To assess possible systematic errors in the wavelength calibration, we normalized and stacked the line profiles of 29 sources with detected but unresolved emission lines of  [Ne ii],  [S iv],  [Ne iii],  [O iv], and  [Ne v] (Figure 2). The stacking of unresolved lines in different- sources permitted for a finer sampling of the instrumental resolution curve than that determined by the detector pixel size. We only used sources at 0.02 to study systematic effects within a few pixels from the restframe wavelength of each line. This cutoff translates to 25 pixels at the center of the SH array range, 14.7 µm. We found that line peak offsets due to such systematics are typically limited to 50  km s.

## 4 Results

### 4.1 Identifying NLR Tracers in the MIR

Of the 304 AGN in our sample, 300 had spectral coverage at 10.51 m, and 143 showed  [S iv] emission. Similarly, 226 sources had spectral coverage at 25.89 m, and 135 had  [O iv] detections. Thus, the typical line detection rate was of order 50%.

We plotted the luminosities of the most frequently observed MIR lines against that of  [Ne v] to identify fine-structure lines that can be reliably used as tracers of the gas that is photoionized by the AGN (Figure 3). Given that photons of at least 97.12 eV are required to ionize Ne iv to Ne v, its ionization source must be far-ultraviolet or soft X-ray radiation from the AGN. We find that the  [Ne v] luminosity is on a tight correlation of 0.2 dex scatter with the  [O iv] and  [S iv] luminosities (Figure 3; Pereira-Santaella et al. 2010), and we further confirm that the  [Ne v] and  [Ne iii] luminosities trace each other well (Gorjian et al. 2007). Therefore, the Ne v, O iv, Ne iii, and S iv ions are most likely to be primarily excited by the same mechanism. However, the scatter between the luminosities of  [Ne v] and  [Ne ii] or [Si ii] is approximately twice as high, of 0.40.5 dex. Ne ii and Si ii have low ionization potentials (21.56 and 8.15 eV, respectively), thus, a non-negligible part of their line emission could be tracing star-forming regions in the AGN host galaxy.

The excellent, almost one-to-one correlation over several orders of magnitude in luminosity that is seen between the  [Ne v] 14.32 m and  [S iv] 10.51 m lines does not include any extinction correction. This result indicates that the bulk of the  [S iv] emission is not strongly affected by the silicate absorption feature centered at 9.7  m, which is seen in several of our targets with moderate or high optical depths, i.e. 0.5. Thus, the geometric distribution of the silicates is likely to be more compact than the size of the NLR (see also Soifer et al. 2002; Tristram et al. 2007; Schweitzer et al. 2008). While obscuration effects do not significantly affect the relative fluxes of MIR lines, the  [O iii] 5007 Å emission can suffer from strong extinction primarily in type 2 AGN (Figure 3).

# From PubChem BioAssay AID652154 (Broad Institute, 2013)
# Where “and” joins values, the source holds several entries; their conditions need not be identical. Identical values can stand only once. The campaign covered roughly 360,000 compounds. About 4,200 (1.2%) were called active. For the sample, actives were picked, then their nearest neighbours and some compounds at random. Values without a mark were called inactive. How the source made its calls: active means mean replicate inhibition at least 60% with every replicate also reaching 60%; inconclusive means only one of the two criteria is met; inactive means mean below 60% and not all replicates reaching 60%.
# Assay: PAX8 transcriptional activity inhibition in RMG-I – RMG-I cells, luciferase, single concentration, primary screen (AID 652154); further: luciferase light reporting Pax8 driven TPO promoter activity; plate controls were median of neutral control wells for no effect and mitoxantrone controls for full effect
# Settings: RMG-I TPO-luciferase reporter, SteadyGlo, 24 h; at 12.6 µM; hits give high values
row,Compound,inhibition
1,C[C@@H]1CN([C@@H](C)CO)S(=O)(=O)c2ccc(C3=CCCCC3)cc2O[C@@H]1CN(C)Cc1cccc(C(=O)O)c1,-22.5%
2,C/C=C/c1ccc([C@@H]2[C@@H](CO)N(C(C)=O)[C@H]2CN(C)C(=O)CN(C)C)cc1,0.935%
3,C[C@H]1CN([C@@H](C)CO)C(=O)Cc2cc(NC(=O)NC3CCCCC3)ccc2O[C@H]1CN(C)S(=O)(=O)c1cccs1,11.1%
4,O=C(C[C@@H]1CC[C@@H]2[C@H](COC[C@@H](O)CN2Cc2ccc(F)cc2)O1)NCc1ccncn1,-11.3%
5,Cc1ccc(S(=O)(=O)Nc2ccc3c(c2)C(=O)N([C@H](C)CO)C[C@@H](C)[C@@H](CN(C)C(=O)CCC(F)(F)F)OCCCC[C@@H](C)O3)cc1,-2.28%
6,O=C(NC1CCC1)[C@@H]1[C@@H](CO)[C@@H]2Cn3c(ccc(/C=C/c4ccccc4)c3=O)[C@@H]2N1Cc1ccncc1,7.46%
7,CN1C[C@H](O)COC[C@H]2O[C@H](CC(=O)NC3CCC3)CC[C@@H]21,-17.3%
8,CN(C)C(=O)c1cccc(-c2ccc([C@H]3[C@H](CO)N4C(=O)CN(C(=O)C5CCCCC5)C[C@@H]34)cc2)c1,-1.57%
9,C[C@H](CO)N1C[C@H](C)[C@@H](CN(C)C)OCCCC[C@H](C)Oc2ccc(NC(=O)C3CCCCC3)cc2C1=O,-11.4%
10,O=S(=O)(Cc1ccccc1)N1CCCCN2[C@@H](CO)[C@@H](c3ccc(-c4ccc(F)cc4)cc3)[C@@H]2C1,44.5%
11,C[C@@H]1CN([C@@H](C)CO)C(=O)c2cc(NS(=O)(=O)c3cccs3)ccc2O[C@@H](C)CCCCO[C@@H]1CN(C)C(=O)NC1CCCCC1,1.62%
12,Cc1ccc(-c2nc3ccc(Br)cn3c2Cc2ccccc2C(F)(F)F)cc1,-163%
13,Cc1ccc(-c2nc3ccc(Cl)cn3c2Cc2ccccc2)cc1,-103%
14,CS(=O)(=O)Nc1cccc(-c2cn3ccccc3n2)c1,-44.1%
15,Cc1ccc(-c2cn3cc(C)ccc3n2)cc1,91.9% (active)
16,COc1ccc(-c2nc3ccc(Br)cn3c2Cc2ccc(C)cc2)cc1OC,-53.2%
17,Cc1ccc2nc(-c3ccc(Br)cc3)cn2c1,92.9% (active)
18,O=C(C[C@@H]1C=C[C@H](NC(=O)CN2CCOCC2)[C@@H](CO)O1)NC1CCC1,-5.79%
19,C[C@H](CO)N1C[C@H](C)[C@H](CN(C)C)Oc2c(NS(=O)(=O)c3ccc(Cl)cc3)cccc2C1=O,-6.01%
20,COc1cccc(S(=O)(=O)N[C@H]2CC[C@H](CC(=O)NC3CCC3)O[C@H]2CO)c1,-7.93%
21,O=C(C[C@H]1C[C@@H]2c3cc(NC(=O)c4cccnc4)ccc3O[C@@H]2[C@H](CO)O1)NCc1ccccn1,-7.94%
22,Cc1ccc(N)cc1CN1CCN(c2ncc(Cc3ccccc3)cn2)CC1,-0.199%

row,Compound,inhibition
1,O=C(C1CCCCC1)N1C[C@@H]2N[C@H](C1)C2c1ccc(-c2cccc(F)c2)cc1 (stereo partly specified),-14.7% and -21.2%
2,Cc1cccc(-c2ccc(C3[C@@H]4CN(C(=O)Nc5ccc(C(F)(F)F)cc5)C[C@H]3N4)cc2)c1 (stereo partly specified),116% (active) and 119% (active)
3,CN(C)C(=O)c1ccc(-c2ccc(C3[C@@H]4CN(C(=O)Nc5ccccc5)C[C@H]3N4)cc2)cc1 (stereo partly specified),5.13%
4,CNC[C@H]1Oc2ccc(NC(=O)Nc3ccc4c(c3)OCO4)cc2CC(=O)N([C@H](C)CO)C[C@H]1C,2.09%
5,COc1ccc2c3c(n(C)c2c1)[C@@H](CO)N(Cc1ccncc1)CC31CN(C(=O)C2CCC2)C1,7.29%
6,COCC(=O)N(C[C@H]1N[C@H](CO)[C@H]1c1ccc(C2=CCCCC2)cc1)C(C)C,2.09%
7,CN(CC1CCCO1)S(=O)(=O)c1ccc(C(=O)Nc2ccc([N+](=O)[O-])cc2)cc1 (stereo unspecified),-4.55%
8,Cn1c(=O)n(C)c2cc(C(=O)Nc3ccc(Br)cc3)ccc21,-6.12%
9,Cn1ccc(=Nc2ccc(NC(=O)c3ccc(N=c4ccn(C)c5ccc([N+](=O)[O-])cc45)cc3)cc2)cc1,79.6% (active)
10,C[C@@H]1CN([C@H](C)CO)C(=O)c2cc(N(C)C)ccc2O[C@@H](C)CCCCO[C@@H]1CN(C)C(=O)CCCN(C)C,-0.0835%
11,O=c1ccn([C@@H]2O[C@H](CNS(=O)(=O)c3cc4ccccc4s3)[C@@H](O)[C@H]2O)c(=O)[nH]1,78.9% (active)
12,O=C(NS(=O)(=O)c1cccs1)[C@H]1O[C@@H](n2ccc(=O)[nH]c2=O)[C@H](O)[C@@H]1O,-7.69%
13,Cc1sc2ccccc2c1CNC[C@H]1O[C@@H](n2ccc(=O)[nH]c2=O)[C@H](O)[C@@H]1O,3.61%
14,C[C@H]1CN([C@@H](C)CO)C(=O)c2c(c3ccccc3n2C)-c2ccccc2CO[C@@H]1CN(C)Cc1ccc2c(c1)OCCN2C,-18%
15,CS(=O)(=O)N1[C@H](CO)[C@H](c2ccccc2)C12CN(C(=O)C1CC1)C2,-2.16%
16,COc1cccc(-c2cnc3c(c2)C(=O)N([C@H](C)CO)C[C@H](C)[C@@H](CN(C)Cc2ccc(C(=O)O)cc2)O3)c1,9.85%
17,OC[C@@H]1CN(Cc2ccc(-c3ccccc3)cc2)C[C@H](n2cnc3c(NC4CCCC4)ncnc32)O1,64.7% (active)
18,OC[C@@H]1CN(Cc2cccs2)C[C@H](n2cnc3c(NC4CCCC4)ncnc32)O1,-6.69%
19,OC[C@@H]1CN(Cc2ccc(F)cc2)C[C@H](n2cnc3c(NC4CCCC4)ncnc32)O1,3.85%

### 4.2 Line Profiles: Velocity Dispersion of Different Ionized Gas Components

Our query for sources with resolved  [S iv],  [Ne iii],  [O iv], or  [Ne v] lines resulted in 81 AGN with kinematic information of the NLR gas in the MIR (Figures 4 and 5). The different fine-structure lines that were used as primary tracers of clouds photoionized by the AGN often led to different measurements (Figures 4 and 5). Differences in the ionization potential of the various ionic species can play a major role in determining the observed line profiles, alongside with differences in the critical density for collisional de-excitation of the various transitions, and with light extinction by dust particles. We find the  [Ne v] line to be often broader than lines from ions of lower ionization potential (e.g., Mrk590; Figures 4 and 5; Tables 3 and 4). A significant increase in the average velocity dispersion with increasing ionization potential is shown in Figures 6 and 7, as found for 16 sources with resolved profiles in all  [Ne ii],  [O iii],  [S iv],  [Ne iii],  [O iv], and  [Ne v] lines. This result provides evidence for a stratification of the NLR clouds, i.e., for ions of high ionization being located nearer to the BH than ions of low ionization potential (Filippenko & Halpern 1984; Oliva et al. 1994; Ho 2009).

Radially dependent line widths will also be produced if the NLR has a gas density gradient increasing with proximity to the BH (Filippenko & Halpern 1984; Ferguson et al. 1997), which is not connected to a mean ionization level gradient. The line widths will be affected as the line fluxes from transitions of low critical density for collisional de-excitation, , will be preferentially suppressed at dense environments. We observe no trend of with (Figure 6), suggesting that the typical NLR gas densities are below for the MIR transitions that we examined. The lack of dependence of the average on demonstrates the power of MIR lines in probing the NLR kinematics. One counter example to this statistical finding could be MCG-03-34-064. Because all of its neon lines have higher velocity dispersions than  [O iv] and  [S iv], its NLR density could be of order 10 hydrogen atoms per cubic centimeter.